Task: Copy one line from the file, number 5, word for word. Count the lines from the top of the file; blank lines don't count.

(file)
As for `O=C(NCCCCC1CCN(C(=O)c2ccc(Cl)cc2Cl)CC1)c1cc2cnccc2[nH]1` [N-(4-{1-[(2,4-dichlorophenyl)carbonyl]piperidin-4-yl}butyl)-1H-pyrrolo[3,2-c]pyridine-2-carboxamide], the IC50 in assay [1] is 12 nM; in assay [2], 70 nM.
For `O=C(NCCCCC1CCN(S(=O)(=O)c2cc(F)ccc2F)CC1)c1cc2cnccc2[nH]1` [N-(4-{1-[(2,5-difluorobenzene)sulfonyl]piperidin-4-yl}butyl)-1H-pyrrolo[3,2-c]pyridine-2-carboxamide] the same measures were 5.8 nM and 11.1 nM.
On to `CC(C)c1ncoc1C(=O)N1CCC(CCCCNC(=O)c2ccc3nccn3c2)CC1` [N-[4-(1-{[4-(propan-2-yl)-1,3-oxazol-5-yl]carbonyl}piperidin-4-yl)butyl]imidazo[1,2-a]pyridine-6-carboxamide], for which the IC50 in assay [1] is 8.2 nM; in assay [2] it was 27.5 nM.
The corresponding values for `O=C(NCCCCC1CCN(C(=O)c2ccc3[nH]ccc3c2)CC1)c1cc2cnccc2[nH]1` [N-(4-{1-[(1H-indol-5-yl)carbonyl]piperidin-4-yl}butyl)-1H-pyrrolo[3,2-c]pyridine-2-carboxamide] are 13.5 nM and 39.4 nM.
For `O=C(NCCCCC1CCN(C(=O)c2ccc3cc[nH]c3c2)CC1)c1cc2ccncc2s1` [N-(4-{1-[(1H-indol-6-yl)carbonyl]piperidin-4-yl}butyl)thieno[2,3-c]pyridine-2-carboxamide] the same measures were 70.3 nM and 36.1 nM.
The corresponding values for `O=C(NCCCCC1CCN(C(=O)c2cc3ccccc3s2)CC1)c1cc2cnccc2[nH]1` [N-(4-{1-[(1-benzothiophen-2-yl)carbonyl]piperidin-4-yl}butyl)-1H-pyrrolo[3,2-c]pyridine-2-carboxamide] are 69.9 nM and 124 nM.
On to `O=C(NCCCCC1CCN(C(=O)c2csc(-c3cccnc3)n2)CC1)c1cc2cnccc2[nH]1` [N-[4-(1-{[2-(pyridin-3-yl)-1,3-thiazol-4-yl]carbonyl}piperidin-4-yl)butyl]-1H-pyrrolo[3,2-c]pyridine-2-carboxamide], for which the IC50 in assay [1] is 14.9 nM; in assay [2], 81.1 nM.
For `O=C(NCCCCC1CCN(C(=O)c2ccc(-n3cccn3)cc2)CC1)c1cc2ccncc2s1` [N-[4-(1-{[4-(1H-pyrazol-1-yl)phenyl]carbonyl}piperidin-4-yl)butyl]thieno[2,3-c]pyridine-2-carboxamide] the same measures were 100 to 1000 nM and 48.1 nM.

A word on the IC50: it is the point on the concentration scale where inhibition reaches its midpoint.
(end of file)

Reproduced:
For `O=C(NCCCCC1CCN(C(=O)c2ccc3cc[nH]c3c2)CC1)c1cc2ccncc2s1` [N-(4-{1-[(1H-indol-6-yl)carbonyl]piperidin-4-yl}butyl)thieno[2,3-c]pyridine-2-carboxamide] the same measures were 70.3 nM and 36.1 nM.